In the past 50 years, the number of annual baptisms per church member -- a key indicator of church growth -- has dropped sharply. Southern Baptists baptized one person for every 19 church members in 1950, a ratio that dropped to 1 baptism for every 47 church members in 2008, according to the report.

The denomination's baptisms peaked in 1972 at 445,725, based on statistics Lifeway has collected from Southern Baptist churches since 1922.

Why the decline in baptisms and membership? Maybe this article will help us to understand what has happened:

New Southern Baptist leader faces graying flock
The Rev. Johnny Hunt's Woodstock church goes against trend of shrinking numbers

The Atlanta Journal-Constitution
Published on: 06/12/08

Available at http://www.ajc.com/news/content/news/stories/2008/06/11/johnny_hunt_baptists.html

The Rev. Johnny Hunt of Woodstock looks over the declining numbers and white hair of those attending the Southern Baptist Convention's annual meeting and sees a microcosm of his denomination.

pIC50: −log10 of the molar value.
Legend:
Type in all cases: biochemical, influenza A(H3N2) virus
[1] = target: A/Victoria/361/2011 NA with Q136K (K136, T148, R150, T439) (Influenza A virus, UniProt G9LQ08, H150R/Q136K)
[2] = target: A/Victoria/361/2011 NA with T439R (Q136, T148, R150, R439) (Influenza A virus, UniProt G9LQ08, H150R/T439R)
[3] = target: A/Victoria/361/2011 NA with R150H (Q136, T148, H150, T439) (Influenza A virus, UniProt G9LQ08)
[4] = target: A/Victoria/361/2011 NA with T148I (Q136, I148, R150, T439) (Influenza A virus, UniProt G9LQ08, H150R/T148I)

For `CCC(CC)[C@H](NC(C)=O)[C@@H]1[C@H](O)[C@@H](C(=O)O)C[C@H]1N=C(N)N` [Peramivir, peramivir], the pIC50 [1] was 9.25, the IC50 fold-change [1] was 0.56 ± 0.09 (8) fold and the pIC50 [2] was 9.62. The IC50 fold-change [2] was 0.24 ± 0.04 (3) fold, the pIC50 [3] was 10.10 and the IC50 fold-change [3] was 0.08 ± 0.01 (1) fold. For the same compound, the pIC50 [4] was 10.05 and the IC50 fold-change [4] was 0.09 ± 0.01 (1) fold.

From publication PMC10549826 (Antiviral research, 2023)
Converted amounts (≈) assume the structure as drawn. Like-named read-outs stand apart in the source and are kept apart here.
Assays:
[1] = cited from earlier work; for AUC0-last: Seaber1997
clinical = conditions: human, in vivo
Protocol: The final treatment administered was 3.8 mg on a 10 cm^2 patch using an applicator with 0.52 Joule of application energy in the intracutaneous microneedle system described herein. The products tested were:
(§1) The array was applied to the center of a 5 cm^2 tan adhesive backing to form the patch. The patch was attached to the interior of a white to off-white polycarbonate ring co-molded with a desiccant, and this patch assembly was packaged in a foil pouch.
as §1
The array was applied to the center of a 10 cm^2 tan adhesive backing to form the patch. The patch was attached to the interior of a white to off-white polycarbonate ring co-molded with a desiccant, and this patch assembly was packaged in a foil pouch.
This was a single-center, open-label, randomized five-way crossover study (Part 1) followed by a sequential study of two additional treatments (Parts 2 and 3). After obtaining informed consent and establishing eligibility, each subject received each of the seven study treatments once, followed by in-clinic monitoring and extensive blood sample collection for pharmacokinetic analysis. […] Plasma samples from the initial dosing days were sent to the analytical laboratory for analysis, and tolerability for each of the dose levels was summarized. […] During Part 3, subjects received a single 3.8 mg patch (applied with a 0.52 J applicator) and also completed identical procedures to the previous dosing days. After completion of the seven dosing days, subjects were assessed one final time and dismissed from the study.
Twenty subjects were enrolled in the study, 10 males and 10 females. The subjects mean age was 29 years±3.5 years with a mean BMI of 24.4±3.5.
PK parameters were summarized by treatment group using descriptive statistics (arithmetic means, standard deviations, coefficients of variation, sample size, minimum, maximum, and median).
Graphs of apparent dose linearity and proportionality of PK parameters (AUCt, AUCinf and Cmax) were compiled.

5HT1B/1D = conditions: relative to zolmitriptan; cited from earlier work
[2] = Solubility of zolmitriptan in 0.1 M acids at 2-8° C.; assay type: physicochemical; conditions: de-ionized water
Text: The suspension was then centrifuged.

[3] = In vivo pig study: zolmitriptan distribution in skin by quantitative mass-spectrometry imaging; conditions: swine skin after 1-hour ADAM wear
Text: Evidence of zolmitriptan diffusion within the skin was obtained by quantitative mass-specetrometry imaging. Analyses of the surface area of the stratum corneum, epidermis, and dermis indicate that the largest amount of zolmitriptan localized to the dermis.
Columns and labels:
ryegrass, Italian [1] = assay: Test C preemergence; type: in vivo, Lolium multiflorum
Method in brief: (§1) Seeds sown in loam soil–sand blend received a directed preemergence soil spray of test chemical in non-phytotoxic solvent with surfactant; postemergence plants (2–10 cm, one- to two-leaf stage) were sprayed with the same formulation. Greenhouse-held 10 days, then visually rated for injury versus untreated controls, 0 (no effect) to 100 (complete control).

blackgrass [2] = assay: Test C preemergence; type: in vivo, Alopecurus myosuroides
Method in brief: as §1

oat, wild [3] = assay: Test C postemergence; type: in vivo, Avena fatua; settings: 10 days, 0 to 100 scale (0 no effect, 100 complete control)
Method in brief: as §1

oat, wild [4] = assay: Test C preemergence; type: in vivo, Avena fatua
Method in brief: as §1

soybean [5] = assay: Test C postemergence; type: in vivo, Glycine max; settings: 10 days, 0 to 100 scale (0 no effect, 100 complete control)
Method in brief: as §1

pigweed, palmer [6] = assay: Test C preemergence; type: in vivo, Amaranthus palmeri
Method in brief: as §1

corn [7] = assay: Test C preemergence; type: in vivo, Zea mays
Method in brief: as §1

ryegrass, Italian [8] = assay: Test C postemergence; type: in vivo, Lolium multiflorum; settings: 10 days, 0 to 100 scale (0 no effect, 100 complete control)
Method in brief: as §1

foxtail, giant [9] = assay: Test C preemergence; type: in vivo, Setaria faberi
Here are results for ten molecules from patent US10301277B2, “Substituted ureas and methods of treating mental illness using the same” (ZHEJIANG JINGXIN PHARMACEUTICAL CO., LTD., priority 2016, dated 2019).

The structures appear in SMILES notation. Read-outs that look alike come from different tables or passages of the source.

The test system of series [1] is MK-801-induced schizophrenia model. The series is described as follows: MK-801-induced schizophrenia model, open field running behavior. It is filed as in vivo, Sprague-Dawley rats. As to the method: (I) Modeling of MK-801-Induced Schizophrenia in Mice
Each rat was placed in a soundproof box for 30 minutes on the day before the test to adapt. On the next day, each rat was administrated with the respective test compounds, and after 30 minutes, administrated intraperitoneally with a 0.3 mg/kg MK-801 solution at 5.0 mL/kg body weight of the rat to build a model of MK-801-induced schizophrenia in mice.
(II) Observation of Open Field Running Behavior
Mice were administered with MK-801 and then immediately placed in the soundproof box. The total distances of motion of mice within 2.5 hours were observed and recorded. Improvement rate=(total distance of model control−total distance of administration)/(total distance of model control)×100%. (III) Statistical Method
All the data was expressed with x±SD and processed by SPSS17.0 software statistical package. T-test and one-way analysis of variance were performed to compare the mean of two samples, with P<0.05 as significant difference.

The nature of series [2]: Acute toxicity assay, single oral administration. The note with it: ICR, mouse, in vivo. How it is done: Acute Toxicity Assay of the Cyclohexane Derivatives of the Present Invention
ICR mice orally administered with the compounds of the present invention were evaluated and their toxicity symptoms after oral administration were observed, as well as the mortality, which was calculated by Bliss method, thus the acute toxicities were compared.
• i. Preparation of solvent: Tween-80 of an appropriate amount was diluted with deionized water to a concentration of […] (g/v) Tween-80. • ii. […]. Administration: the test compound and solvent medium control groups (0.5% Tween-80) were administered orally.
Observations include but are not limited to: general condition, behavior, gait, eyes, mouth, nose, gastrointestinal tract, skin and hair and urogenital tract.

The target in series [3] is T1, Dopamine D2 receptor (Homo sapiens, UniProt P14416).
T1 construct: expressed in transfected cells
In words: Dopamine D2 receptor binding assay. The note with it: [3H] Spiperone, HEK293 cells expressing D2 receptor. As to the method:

"In 1985, with 45,000 messengers [church delegates attending the convention], 36 percent were under 40," Hunt said Wednesday from Indianapolis, the day after Southern Baptists elected him president of the national organization.

"Last year, with 10,000 messengers, only 16 percent were under 40," he said.

I am not picking on the Southern Baptist. What is true for them is true for most Christian denominations. The truth is that there are fewer baptisms because there are fewer children. The older church members were baptized long ago.

If shrinking denominations want to learn the secret of growth, perhaps they should look to the Amish. See Church Growth Amish Style, available at http://www.geneveith.com/church-growth-amish-style/_992/, where we read, in part:

Why the church growth? With their rejection of automobiles, electricity, computers, and other conveniences of modern life, they aren’t winning many converts. But they have, on the average, five children per family. And though the children have a choice of whether or not to stay with the church when they grow up–getting to spend their late teen or early adult years sampling the outside world–a larger number of them, 85%, are staying with the church.